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Pressure and flow waveform characteristics of eight high-frequency oscillators


Harcourt, ER and John, J and Dargaville, PA and Zannin, E and Davis, PG and Tingay, DG, Pressure and flow waveform characteristics of eight high-frequency oscillators, Pediatric Critical Care Medicine, 15, (5) pp. e234-240. ISSN 1529-7535 (2014) [Refereed Article]

Copyright Statement

© 2014 The Society of Critical Care Medicine and the World Federation of Pediatric Intensive and Critical Care Societies

DOI: doi:10.1097/PCC.0000000000000111


OBJECTIVES: The differences in performance of early generation high-frequency oscillators have been attributed to their distinct pressure and flow waveforms. Recently, five new oscillators have been commercially released. The objective of this study was to characterize the pressure and flow waveforms of eight commercially available oscillators.

DESIGN: In vitro benchtop study.

SETTING: Tertiary pediatric teaching hospital.

INTERVENTIONS: Eight oscillators were evaluated using a test lung; mean airway pressure 10 and 20 cm H2O; frequencies 5, 10, and 15 Hz; pressure amplitude 30 cm H2O (or equivalent); compliance 1.0 mL/cm H2O; and endotracheal tube 3.5 mm. Ventilators tested were Sensormedics 3100A and B (Carefusion), SLE5000 (SLE), Fabian (Acutronic), Leonie+ (Heinen+Löwenstein), Sophie (Stephan), and VN500 and Babylog 8000 (Dräger).

MEASUREMENTS AND MAIN RESULTS: Pressure (airway opening, at oscillator and within the test lung) and airway opening flow waveforms were recorded. Airway opening waveforms were characterized by type (square or sine) and by determining power spectral density analysis. The Sensormedics A and B and the SLE5000 delivered square waves; all other oscillators generated sine waves. Sensormedics, the SLE5000, and the Sophie had a characteristic inspiratory slope (incisura). The pressure waveform within the test lung was a sine wave for all oscillators. Oscillators with square waves or an inspiratory incisura exhibited the highest number of nonfundamental frequency components on power spectral density analysis, suggesting more complex harmonic waveforms with potentially greater transmissive power to the lungs. At frequencies of 5 and 10 Hz, all ventilators, except Babylog 8000, generated airway pressure amplitudes greater than 28.6 cm H2O and tidal volumes greater than 6 mL at the airway opening.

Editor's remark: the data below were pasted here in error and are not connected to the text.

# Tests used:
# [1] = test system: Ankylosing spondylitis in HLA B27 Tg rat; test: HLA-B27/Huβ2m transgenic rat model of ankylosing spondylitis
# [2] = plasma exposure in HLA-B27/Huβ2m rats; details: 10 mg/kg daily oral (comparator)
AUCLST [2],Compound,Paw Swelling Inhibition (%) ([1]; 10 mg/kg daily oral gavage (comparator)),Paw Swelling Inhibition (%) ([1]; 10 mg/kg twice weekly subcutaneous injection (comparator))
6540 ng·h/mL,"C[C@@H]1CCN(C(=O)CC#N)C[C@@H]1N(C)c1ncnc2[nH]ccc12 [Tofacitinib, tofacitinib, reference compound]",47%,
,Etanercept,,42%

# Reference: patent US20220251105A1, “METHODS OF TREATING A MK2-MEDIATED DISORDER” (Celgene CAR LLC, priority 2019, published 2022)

CONCLUSIONS: Current high-frequency oscillators deliver different waveforms. As these may result in variable clinical performance, operators should be aware that these differences exist.

Item Details

Item Type:Refereed Article
Keywords:high-frequency oscillatory ventilation, infant, mechanical ventilation, power spectral density, respiratory monitoring
Research Division:Biomedical and Clinical Sciences
Research Group:Paediatrics
Research Field:Paediatrics not elsewhere classified
Objective Division:Health
Objective Group:Specific population health (excl. Indigenous health)
Objective Field:Neonatal and child health
UTAS Author:Dargaville, PA (Professor Peter Dargaville)
ID Code:118539
Year Published:2014
Web of Science® Times Cited:6
Deposited By:Menzies Institute for Medical Research
Deposited On:2017-07-13
Last Modified:2017-11-06

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